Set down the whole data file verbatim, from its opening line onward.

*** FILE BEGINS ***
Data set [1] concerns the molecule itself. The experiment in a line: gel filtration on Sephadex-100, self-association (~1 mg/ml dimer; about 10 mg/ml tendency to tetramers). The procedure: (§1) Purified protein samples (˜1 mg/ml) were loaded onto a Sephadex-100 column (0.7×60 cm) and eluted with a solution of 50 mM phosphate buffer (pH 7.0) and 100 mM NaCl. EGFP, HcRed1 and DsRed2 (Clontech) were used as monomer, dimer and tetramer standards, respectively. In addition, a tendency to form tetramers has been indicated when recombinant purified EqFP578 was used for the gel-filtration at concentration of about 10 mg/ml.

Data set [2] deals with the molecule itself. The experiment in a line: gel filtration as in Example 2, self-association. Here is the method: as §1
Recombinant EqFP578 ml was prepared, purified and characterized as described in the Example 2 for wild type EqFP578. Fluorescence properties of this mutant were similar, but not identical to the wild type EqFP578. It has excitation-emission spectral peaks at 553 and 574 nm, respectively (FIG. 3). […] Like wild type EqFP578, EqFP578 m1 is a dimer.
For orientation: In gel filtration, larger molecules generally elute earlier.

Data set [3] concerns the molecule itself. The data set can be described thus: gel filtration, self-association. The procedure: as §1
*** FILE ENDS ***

Data set [1] concerns the molecule itself. The experiment in a line: gel filtration on Sephadex-100, self-association (~1 mg/ml dimer; about 10 mg/ml tendency to tetramers). The procedure: (§1) Purified protein samples (˜1 mg/ml) were loaded onto a Sephadex-100 column (0.7×60 cm) and eluted with a solution of 50 mM phosphate buffer (pH 7.0) and 100 mM NaCl. EGFP, HcRed1 and DsRed2 (Clontech) were used as monomer, dimer and tetramer standards, respectively. In addition, a tendency to form tetramers has been indicated when recombinant purified EqFP578 was used for the gel-filtration at concentration of about 10 mg/ml.

Data set [2] deals with the molecule itself. The experiment in a line: gel filtration as in Example 2, self-association. Here is the method: as §1
Recombinant EqFP578 ml was prepared, purified and characterized as described in the Example 2 for wild type EqFP578. Fluorescence properties of this mutant were similar, but not identical to the wild type EqFP578. It has excitation-emission spectral peaks at 553 and 574 nm, respectively (FIG. 3). […] Like wild type EqFP578, EqFP578 m1 is a dimer.
For orientation: In gel filtration, larger molecules generally elute earlier.

Data set [3] concerns the molecule itself. The data set can be described thus: gel filtration, self-association. The procedure: as §1